Divine Mercy Sunday No. 03042016

Acts 5:12-16 / Apocalypse 1:9-13, 17-19 / John 20:19-31
The one thing that all of us have seen is the reality and the finality of life.
Yes, we have seen our loved ones and relatives and friends pass on from this world to the next.
But what is this “next world”, we do not know because no one has ever come back from the dead to tell us what it is like.
And even if someone were to come back from that “next world” to tell us what it is like, how would we react to it?
There is this story of a couple who decided to go to somewhere sunny during a particularly cold winter. They planned to stay at the same hotel where they spent their honeymoon 20 years earlier.
Because of hectic schedules, it was difficult to coordinate their travel schedules. So, the husband flew off first with his wife flying down to join him the following day. The husband checked into the hotel. There was a computer in his room, so he decided to send an email to his wife. However, he accidentally left out one letter in her email address, and without realizing his error, sent the email.
Meanwhile, in another part of the world, a widow had just returned home from her husband’s funeral. The widow decided to check her email expecting messages from relatives and friends.
After reading the first message, she screamed and fainted. The widow’s son rushed into the room, found his mother on the floor, and saw the computer screen which read:

To: My Loving Wife
Subject: I’ve Arrived
I know you’re surprised to hear from me. They have computers here now and you are allowed to send emails to your loved ones. I’ve just arrived and have checked in. I’ve seen that everything has been prepared for your arrival tomorrow. Looking forward to seeing you then.

P.S. By the way, you can be sure it is really hot down here!!!

Two things that this story tells us. One is to be careful when typing an email address. The other is that we cannot be too sure how to respond to someone who comes back from the dead.
In the gospel, when Jesus appeared to His disciples, their reaction seemed to be rather mild. Jesus came and stood among them, He said “Peace be with you”, showed them His hands and His side, and they were filled with joy.
But in the other gospels, the reaction of the disciples were quite different. Jesus had to tell them “Do not be afraid” (Mt 28:10). In the gospel of Mark (16:8) the women ran away from the tomb because they were frightened out of their wits and they said nothing to a soul for they were afraid.
And the rest of the disciples didn’t believe it when they were told that Jesus is alive (Mk 16:11). And in the gospel of Luke (24:16-17) when Jesus stood among them, the disciples were in a state of alarm and fright and they thought they were seeing a ghost.
Our own reaction would be no different from that of the disciples if we had any encounters with that of the other world.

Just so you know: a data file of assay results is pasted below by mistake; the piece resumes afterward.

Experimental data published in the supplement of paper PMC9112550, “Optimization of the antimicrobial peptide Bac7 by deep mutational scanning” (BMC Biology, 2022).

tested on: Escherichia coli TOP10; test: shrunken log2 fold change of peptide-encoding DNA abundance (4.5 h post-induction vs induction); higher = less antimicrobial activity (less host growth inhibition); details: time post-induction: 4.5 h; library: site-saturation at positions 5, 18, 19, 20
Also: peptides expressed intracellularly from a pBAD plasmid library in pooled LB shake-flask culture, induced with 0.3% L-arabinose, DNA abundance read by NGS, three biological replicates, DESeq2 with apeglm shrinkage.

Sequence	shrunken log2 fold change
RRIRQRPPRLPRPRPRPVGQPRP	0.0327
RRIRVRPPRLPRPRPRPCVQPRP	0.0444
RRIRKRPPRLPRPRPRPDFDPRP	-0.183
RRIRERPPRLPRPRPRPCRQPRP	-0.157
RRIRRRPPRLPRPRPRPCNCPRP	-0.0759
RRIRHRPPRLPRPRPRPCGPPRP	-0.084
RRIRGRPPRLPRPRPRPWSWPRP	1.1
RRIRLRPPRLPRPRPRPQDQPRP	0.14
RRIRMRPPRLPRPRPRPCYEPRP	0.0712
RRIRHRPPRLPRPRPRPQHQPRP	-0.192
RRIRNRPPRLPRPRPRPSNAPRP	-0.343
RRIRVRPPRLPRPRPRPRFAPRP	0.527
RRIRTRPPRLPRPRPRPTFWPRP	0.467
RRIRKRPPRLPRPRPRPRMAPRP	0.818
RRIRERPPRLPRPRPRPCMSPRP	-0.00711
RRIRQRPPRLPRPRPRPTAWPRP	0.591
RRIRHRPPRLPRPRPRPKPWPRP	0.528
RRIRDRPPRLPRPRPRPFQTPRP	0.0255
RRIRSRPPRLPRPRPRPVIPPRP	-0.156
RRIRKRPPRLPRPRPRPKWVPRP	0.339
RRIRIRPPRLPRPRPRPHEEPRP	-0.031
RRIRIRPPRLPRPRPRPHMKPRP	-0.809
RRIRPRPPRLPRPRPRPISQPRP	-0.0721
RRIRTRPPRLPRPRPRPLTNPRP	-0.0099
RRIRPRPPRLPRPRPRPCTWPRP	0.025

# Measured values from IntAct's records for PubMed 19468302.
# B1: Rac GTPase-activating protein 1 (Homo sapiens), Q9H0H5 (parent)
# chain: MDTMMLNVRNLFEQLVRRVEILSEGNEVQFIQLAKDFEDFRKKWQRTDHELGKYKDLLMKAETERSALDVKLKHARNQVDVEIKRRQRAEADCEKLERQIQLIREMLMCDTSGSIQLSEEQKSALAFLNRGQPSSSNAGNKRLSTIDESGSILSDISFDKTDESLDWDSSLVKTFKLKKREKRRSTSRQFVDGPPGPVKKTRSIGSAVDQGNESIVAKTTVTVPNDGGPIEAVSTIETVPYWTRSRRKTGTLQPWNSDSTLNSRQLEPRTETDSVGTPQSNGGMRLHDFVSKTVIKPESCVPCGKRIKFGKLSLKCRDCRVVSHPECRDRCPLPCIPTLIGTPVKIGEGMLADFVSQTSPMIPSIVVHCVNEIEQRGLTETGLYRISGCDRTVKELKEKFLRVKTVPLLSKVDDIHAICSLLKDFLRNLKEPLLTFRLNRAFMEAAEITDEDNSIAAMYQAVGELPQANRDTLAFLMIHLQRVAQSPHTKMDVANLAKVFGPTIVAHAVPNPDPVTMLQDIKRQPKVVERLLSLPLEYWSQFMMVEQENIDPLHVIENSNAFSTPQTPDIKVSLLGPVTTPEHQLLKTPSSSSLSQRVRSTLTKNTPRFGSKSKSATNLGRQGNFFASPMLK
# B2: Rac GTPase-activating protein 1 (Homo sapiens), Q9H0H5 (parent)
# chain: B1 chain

Whether it is a white shadow or a dark shadow, or a scent or a sound, we too would be alarmed and frightened.
But that would probably mean that we are not at peace within. The disciples of Jesus were not at peace after His death because they knew what they had done.
Thomas, who is often called the “Doubter”, was also not at peace and he wanted to touch the wounds of Jesus because he himself had wounds of fear and guilt that needed to be healed.
That is why the first gift of the Risen Christ is peace. “Peace be with you” He said to His disciples.
Jesus died a horrible and painful death. Yet, His last sentence was: “It is accomplished” and “Into your hands Father I commend my spirit”. And then He breathed His last.
His death was horrible and painful, yet Jesus died in peace. He was at peace with God and with Himself.
He has forgiven those who crucified him, His mother was taken of, and His mission was accomplished.
At His last breath, Jesus had no unfinished business and He died in peace. And hence when He appeared to His disciples, His first words were “Peace be with you”.
Because He wants them to be at peace with themselves, so that they can rejoice with Him in His victory over death.
That makes us think about what will be in our hearts when we come to the last moments of our lives on this earth. Can we also say that “It is accomplished” and “Into the hands of God I commend my spirit”?
Or will there be unfinished business, like unforgiveness, anger, resentment, bitterness that are burdening our hearts?
Or, the unfinished business of regret, regret like not having told our loved ones that we love them, regret for not showing them that we love them and that we care for them.
Dying with unfinished business is not a peaceful death; in fact it may even be a painful death.
Jesus gives us His peace so that we can live in peace and die in peace. If we have the fear of death, it means that we have fears in life.
When we are at peace within, no evil can happen to us, either in life or after death.

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And today as the Church celebrates Divine Mercy Sunday. This was a feast established by St.  John Paul II after the request of Jesus through St. Faustina.
Let us ask the Lord for His mercy and forgiveness, so that we can be at peace with God, with others and with ourselves.
It is with God’s mercy that we can live in peace and rest in peace.

St. Theresa of Lisieux, St. Faustina, St. John Paul II, St. John XXIII and Mother Angelica, pray for us

St. Theresa of Lisieux, pray for us

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